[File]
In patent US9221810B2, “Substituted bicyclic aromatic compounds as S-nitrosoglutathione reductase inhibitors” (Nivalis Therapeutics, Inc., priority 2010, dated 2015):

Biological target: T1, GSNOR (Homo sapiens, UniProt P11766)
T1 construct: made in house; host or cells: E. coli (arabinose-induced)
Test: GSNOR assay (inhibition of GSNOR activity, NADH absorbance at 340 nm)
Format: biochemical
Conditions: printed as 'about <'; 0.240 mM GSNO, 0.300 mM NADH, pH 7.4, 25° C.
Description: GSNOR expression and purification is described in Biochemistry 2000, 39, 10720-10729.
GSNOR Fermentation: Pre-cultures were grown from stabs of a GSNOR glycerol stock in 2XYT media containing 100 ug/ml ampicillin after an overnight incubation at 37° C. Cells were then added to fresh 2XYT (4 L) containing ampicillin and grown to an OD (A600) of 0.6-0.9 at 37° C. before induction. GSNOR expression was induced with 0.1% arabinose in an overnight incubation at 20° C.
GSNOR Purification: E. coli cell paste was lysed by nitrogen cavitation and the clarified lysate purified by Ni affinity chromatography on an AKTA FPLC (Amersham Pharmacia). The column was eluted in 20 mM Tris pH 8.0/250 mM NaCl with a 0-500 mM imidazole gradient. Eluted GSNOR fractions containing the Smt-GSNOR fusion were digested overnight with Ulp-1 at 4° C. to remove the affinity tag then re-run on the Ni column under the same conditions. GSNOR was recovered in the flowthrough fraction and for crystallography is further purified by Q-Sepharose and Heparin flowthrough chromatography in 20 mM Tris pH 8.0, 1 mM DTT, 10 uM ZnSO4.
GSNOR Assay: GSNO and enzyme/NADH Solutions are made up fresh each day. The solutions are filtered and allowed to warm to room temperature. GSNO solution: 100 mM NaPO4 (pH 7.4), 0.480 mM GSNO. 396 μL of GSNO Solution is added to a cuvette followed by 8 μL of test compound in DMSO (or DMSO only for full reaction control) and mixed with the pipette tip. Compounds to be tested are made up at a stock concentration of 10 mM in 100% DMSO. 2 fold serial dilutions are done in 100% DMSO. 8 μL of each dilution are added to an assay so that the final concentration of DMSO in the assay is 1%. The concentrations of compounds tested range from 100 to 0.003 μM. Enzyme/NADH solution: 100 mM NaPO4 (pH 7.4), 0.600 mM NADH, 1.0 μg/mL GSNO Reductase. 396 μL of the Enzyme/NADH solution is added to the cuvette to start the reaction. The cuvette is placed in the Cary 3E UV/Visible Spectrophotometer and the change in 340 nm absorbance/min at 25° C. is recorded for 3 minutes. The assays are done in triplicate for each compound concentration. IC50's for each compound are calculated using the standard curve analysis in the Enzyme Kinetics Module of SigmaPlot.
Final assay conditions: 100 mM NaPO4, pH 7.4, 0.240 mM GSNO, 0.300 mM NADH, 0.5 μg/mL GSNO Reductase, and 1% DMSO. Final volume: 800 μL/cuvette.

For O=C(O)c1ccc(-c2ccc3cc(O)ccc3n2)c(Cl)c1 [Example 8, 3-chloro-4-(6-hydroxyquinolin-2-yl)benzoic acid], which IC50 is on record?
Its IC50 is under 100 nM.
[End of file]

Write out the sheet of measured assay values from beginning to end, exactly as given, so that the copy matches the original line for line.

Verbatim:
In patent US9221810B2, “Substituted bicyclic aromatic compounds as S-nitrosoglutathione reductase inhibitors” (Nivalis Therapeutics, Inc., priority 2010, dated 2015):

Biological target: T1, GSNOR (Homo sapiens, UniProt P11766)
T1 construct: made in house; host or cells: E. coli (arabinose-induced)
Test: GSNOR assay (inhibition of GSNOR activity, NADH absorbance at 340 nm)
Format: biochemical
Conditions: printed as 'about <'; 0.240 mM GSNO, 0.300 mM NADH, pH 7.4, 25° C.
Description: GSNOR expression and purification is described in Biochemistry 2000, 39, 10720-10729.
GSNOR Fermentation: Pre-cultures were grown from stabs of a GSNOR glycerol stock in 2XYT media containing 100 ug/ml ampicillin after an overnight incubation at 37° C. Cells were then added to fresh 2XYT (4 L) containing ampicillin and grown to an OD (A600) of 0.6-0.9 at 37° C. before induction. GSNOR expression was induced with 0.1% arabinose in an overnight incubation at 20° C.
GSNOR Purification: E. coli cell paste was lysed by nitrogen cavitation and the clarified lysate purified by Ni affinity chromatography on an AKTA FPLC (Amersham Pharmacia). The column was eluted in 20 mM Tris pH 8.0/250 mM NaCl with a 0-500 mM imidazole gradient. Eluted GSNOR fractions containing the Smt-GSNOR fusion were digested overnight with Ulp-1 at 4° C. to remove the affinity tag then re-run on the Ni column under the same conditions. GSNOR was recovered in the flowthrough fraction and for crystallography is further purified by Q-Sepharose and Heparin flowthrough chromatography in 20 mM Tris pH 8.0, 1 mM DTT, 10 uM ZnSO4.
GSNOR Assay: GSNO and enzyme/NADH Solutions are made up fresh each day. The solutions are filtered and allowed to warm to room temperature. GSNO solution: 100 mM NaPO4 (pH 7.4), 0.480 mM GSNO. 396 μL of GSNO Solution is added to a cuvette followed by 8 μL of test compound in DMSO (or DMSO only for full reaction control) and mixed with the pipette tip. Compounds to be tested are made up at a stock concentration of 10 mM in 100% DMSO. 2 fold serial dilutions are done in 100% DMSO. 8 μL of each dilution are added to an assay so that the final concentration of DMSO in the assay is 1%. The concentrations of compounds tested range from 100 to 0.003 μM. Enzyme/NADH solution: 100 mM NaPO4 (pH 7.4), 0.600 mM NADH, 1.0 μg/mL GSNO Reductase. 396 μL of the Enzyme/NADH solution is added to the cuvette to start the reaction. The cuvette is placed in the Cary 3E UV/Visible Spectrophotometer and the change in 340 nm absorbance/min at 25° C. is recorded for 3 minutes. The assays are done in triplicate for each compound concentration. IC50's for each compound are calculated using the standard curve analysis in the Enzyme Kinetics Module of SigmaPlot.
Final assay conditions: 100 mM NaPO4, pH 7.4, 0.240 mM GSNO, 0.300 mM NADH, 0.5 μg/mL GSNO Reductase, and 1% DMSO. Final volume: 800 μL/cuvette.

For O=C(O)c1ccc(-c2ccc3cc(O)ccc3n2)c(Cl)c1 [Example 8, 3-chloro-4-(6-hydroxyquinolin-2-yl)benzoic acid], which IC50 is on record?
Its IC50 is under 100 nM.